Kansas Register. From the Kansas Secretary of State: “The Kansas Register is the official state newspaper. This publication provides a wide range of information such as proposed and adopted administrative regulations, new state laws, bond sales and redemptions, notice of open meetings, state contracts offered for bid, attorney general opinions, and many other public notices.” The Register is published each week, and may be found at Kansas Register.

Kansas school efficiency on display

apple-wormWhen you hear that Kansas schools have “cut to the bone,” or are operating at maximum efficiency, or have nowhere else to cut, or there’s no need to audit school district efficiency, think of this.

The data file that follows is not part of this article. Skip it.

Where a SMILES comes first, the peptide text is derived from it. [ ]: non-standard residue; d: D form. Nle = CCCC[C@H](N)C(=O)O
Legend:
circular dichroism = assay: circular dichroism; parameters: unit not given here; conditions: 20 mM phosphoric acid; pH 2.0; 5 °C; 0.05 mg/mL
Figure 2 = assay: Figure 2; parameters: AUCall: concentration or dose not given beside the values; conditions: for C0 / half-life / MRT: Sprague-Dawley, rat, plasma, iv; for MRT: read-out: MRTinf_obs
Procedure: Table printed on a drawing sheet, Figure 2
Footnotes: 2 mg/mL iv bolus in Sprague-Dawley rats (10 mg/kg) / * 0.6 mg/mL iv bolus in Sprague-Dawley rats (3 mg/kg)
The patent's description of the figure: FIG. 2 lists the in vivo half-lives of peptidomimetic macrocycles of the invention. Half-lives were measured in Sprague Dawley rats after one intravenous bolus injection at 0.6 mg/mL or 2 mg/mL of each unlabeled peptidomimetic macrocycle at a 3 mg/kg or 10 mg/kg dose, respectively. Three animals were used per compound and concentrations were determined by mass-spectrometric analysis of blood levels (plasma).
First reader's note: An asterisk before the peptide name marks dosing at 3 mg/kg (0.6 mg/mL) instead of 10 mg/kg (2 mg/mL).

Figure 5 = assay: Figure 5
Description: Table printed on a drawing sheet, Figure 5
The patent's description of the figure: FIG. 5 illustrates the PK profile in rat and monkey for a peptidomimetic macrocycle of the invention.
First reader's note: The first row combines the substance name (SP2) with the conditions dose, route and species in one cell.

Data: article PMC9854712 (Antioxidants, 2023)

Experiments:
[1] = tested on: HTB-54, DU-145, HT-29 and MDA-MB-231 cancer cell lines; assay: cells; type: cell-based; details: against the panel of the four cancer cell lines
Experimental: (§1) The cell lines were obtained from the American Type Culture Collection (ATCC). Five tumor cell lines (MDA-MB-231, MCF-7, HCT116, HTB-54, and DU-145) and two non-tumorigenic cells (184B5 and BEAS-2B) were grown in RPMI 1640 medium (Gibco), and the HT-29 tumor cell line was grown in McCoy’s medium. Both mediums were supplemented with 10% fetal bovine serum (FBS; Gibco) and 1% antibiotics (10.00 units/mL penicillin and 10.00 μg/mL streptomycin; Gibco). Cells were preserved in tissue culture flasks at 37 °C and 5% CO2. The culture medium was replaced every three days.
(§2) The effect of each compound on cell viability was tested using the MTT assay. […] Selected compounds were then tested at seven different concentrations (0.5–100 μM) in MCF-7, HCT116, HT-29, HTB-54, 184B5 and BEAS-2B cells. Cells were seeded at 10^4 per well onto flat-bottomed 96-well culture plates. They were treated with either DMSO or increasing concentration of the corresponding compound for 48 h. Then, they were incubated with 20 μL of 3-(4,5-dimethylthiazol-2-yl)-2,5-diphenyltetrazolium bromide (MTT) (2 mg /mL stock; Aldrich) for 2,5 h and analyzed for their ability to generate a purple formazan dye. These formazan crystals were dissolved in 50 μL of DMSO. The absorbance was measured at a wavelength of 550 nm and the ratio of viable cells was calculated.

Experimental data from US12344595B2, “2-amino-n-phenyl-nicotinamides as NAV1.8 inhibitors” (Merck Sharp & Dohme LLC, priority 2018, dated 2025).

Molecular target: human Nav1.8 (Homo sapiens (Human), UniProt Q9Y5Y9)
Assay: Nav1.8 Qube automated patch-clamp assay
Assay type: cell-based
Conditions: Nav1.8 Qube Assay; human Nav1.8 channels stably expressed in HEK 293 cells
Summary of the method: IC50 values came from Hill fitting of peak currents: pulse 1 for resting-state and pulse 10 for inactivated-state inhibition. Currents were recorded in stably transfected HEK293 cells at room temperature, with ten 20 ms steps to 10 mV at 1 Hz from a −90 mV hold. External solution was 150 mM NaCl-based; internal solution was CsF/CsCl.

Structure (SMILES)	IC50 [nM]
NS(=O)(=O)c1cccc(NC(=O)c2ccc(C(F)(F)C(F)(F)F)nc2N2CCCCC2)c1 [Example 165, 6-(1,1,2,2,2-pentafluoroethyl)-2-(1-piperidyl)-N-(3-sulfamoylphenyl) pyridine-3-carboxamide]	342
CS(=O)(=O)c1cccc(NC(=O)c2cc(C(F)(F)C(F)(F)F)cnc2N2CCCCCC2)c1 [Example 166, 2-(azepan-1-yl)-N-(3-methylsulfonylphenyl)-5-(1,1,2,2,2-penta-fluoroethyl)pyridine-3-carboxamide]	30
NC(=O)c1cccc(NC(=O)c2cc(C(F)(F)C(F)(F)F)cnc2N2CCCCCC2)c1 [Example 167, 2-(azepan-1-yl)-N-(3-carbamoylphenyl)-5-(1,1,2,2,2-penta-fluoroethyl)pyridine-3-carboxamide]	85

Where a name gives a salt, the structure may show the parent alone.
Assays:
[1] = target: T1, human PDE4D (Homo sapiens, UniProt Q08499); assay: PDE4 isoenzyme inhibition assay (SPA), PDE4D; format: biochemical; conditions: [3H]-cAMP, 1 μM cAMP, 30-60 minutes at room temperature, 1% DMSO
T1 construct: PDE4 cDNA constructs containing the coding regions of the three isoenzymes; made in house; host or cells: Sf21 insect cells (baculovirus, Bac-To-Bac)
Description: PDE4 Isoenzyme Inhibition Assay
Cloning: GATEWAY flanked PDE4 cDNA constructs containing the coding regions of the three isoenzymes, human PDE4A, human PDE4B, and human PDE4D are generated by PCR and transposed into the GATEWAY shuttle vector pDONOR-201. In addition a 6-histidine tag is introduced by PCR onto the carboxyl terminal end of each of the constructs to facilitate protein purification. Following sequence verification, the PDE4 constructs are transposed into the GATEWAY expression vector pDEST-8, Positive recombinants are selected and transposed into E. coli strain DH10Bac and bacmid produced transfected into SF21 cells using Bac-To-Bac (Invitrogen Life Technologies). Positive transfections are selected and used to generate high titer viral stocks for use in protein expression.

When Kansas governmental agencies receive requests for records, they must respond to the requester within three business days. Most often this response does not contain the requested records. Instead, it’s either a statement of how much the records will cost, or a denial of the request.

Every agency I have dealt with — federal, state, city, county — has sent this response by email.

That is, except for USD 259, the Wichita public school district.

wichita-school-district-envelope-records-request-example

The Wichita public school district sends the response in the form of a printed letter, mailed using United States Postal Service Priority Mail at a cost of $5.05 for postage. That’s in addition to the cost of preparing a printed letter. This has happened to me several times.